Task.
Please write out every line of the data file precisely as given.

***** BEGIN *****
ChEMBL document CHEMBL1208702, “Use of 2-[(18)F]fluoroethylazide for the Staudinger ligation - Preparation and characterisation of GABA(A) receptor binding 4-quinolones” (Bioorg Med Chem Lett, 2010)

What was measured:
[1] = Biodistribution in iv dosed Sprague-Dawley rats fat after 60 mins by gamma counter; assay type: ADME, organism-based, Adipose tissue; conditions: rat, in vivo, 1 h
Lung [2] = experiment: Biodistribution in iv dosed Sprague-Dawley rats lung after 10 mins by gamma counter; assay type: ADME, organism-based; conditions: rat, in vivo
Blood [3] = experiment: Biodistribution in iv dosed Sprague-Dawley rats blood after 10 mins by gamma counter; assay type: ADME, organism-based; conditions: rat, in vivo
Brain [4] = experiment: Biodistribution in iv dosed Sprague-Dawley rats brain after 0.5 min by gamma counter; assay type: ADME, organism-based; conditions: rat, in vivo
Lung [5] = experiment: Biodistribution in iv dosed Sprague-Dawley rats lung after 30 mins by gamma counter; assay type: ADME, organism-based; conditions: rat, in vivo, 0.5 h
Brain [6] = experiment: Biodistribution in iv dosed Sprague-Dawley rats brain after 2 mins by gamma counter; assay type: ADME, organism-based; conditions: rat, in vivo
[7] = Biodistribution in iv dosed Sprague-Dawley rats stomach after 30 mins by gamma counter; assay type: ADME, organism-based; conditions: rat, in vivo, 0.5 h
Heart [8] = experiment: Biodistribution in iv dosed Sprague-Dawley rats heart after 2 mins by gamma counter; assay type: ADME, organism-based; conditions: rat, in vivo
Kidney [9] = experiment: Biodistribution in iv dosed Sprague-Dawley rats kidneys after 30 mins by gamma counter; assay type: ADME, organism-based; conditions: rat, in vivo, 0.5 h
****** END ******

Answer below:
ChEMBL document CHEMBL1208702, “Use of 2-[(18)F]fluoroethylazide for the Staudinger ligation - Preparation and characterisation of GABA(A) receptor binding 4-quinolones” (Bioorg Med Chem Lett, 2010)

What was measured:
[1] = Biodistribution in iv dosed Sprague-Dawley rats fat after 60 mins by gamma counter; assay type: ADME, organism-based, Adipose tissue; conditions: rat, in vivo, 1 h
Lung [2] = experiment: Biodistribution in iv dosed Sprague-Dawley rats lung after 10 mins by gamma counter; assay type: ADME, organism-based; conditions: rat, in vivo
Blood [3] = experiment: Biodistribution in iv dosed Sprague-Dawley rats blood after 10 mins by gamma counter; assay type: ADME, organism-based; conditions: rat, in vivo
Brain [4] = experiment: Biodistribution in iv dosed Sprague-Dawley rats brain after 0.5 min by gamma counter; assay type: ADME, organism-based; conditions: rat, in vivo
Lung [5] = experiment: Biodistribution in iv dosed Sprague-Dawley rats lung after 30 mins by gamma counter; assay type: ADME, organism-based; conditions: rat, in vivo, 0.5 h
Brain [6] = experiment: Biodistribution in iv dosed Sprague-Dawley rats brain after 2 mins by gamma counter; assay type: ADME, organism-based; conditions: rat, in vivo
[7] = Biodistribution in iv dosed Sprague-Dawley rats stomach after 30 mins by gamma counter; assay type: ADME, organism-based; conditions: rat, in vivo, 0.5 h
Heart [8] = experiment: Biodistribution in iv dosed Sprague-Dawley rats heart after 2 mins by gamma counter; assay type: ADME, organism-based; conditions: rat, in vivo
Kidney [9] = experiment: Biodistribution in iv dosed Sprague-Dawley rats kidneys after 30 mins by gamma counter; assay type: ADME, organism-based; conditions: rat, in vivo, 0.5 h